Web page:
Morocco demands clarity from Madrid

Brussels 23.05.2021 Morocco urged Spain to open an investigation into the circumstances of a Western Sahara independence leader’s arrival in the country for medical treatment and explain its findings to Rabat.
The Moroccan ambassador to Madrid H.E.Karima Benyaich has described the moment that Spanish-Moroccan relations are going through as a “serious crisis” and so she has spoken in a statement in Spanish read at the Moroccan Foreign Ministry after meeting with the minister of that portfolio, Naser Burita.

Being in Rabat, the Moroccan ambassador to Spain, H.E.Karima Benyaich, warned on May 21 that if the Government in Madrid opted to return the leader of the Polisario Front, Brahim Gali – hospitalized in Logroño diagnosed with Covid-19 for a month – “with opacity” that would imply “opting for the stagnation and worsening of bilateral relations”.

Benyaich was the first Moroccan representative to articulate on the massive arrival of migrants to Ceuta that began this Monday, May 17, in contrast to the silence that the Rabat authorities maintained during the first days of the migration crisis. This Tuesday, before meeting in Madrid with the Spanish Minister of Foreign Affairs, Arancha González Laya, the Moroccan diplomat slipped to Europa Press a veiled reference to the presence of the Polisario leader in Spain, which annoyed Rabat: “There are acts that have consequences and they have to be assumed ”, the Moroccan diplomat said.

This Friday, May 21, already in Rabat, where the diplomat has been called for consultations, the ambassador has been much more explicit. What happens with Gali “is a test for the independence of the Spanish Justice, in which we fully trust,” she pointed out. And also another test to know if Spain “chooses to strengthen its relations with Morocco or prefer to collaborate with its enemies”, in the opinion of Benyaich, for whom Spain “has unfortunately opted for opacity to act behind Morocco’s back, welcoming and protecting this criminal and executioner using humanitarian reasons as a pretext and thus offending the dignity of the Moroccan people ”.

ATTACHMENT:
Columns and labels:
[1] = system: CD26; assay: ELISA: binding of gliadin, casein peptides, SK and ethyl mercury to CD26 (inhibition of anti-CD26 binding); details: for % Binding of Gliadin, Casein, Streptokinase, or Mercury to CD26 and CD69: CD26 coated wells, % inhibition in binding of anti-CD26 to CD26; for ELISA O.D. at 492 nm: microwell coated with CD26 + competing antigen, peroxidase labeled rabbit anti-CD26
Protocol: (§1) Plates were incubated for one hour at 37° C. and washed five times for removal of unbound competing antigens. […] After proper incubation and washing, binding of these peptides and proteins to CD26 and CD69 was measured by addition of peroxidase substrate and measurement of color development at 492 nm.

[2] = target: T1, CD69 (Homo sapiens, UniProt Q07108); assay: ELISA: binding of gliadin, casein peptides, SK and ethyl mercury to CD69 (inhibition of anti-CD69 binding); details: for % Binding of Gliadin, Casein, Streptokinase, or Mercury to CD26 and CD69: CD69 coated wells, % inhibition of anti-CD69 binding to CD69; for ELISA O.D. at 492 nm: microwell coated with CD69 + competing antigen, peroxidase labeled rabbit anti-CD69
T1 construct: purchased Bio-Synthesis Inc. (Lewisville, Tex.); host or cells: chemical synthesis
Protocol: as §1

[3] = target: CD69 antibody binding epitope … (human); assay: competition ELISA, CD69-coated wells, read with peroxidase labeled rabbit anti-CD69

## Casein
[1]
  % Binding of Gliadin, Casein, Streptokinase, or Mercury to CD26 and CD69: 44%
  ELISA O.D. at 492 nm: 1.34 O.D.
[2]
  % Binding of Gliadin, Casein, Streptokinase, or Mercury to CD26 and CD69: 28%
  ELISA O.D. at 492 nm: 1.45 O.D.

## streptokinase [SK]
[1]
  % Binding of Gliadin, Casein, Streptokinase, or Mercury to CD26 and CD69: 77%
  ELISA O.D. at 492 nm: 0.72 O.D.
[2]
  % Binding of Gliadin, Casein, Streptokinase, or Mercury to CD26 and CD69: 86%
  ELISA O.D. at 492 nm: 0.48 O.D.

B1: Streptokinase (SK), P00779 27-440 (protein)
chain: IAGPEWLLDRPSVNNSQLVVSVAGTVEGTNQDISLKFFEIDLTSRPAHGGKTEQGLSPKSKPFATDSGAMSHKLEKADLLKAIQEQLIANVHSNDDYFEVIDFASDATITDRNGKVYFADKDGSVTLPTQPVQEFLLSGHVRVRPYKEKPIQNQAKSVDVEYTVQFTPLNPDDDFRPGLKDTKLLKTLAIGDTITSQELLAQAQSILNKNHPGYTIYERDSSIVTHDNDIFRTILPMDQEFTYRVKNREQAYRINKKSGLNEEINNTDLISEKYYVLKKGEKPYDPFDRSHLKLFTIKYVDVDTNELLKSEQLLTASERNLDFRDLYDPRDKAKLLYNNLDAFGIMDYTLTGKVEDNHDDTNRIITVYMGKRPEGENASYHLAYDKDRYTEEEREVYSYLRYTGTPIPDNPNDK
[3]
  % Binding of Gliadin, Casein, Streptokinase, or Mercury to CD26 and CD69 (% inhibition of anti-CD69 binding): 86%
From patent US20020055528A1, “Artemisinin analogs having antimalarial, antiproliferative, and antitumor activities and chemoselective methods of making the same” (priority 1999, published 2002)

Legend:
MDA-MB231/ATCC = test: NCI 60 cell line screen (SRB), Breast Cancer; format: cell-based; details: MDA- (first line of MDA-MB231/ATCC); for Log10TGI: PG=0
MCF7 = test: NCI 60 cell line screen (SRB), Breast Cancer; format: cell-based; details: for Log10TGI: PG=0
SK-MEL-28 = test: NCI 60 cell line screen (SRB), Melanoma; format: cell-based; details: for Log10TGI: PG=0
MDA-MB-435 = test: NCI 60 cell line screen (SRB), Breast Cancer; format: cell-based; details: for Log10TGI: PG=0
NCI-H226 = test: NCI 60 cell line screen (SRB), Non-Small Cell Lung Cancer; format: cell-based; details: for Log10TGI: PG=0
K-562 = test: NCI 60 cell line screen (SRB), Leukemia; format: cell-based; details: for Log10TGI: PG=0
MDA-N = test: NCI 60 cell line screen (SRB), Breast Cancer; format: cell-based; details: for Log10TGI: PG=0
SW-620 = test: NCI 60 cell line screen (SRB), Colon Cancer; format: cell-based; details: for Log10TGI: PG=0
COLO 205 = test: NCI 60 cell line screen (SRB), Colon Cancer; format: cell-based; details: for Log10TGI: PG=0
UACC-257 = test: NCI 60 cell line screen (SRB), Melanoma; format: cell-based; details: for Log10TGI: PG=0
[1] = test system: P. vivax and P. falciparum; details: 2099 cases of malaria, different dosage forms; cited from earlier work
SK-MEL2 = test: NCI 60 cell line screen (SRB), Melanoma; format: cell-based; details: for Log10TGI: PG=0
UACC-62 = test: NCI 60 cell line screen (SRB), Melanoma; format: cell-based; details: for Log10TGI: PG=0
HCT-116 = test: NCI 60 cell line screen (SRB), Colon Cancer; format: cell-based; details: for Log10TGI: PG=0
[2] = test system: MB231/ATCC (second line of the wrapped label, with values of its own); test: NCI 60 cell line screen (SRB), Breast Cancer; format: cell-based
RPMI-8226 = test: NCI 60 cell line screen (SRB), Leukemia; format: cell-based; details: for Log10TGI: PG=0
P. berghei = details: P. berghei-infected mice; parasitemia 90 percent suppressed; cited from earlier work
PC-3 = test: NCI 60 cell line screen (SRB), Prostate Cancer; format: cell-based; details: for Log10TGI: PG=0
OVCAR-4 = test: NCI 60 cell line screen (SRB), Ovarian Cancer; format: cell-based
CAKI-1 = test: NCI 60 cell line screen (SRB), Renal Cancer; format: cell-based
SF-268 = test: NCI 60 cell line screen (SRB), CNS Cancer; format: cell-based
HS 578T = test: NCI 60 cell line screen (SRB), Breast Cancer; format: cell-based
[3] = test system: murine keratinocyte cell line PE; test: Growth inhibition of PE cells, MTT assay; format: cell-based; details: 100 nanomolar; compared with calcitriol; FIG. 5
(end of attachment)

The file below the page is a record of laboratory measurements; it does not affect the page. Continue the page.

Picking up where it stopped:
On February 27, the Polisario Front marked the 45th anniversary of the Sahrawi Arab Democratic Republic, which it declared in 1976 to be the rightful government of the territory of Western Sahara. During the celebration – which took place in the refugee camps of Tindouf, in the Algerian desert, where the seat of the SADR government is located – the Polisario decried the continuing political impasse over the territory, which Morocco also claims. The deadlock must be broken – and the European Union should help.

The EU’s connections to Western Sahara are extensive. Beyond their geographical proximity, Western Sahara is a former Spanish colony with deeply rooted and often personal ties to Spain. For the thousands of Spaniards who have shared their homes with young Sahrawis summer after summer, the issue of Western Sahara is a heartbreaking family affair.

After Morocco took control of Western Sahara, the Sahrawis faced mass displacement, and many now languish in desert camps, with few options but to depend on humanitarian aid. Now, they may be about to become even more vulnerable. Although Western Sahara has been in limbo for decades, a series of recent developments raises the specter of a new wave of violence, which could hurt the Sahrawis above all.

Brahim Ghali (pictured), leader of the Polisario Front which wants independence for Western Sahara, is receiving medical treatment in Spain, angering Morocco which annexed the former Spanish colony decades ago.

Morocco has urged Spain to open an investigation into the circumstances of a Western Sahara independence leader’s Brahim Ghali arrival in the country for medical treatment and explain its findings to Rabat.

Madrid should explain “the conditions, circumstances and connivances that led to the fraudulent entry of this person using false documents and a usurped identity”, Foreign Ministry Director General Fouad Yazourh said on Saturday, May 22.

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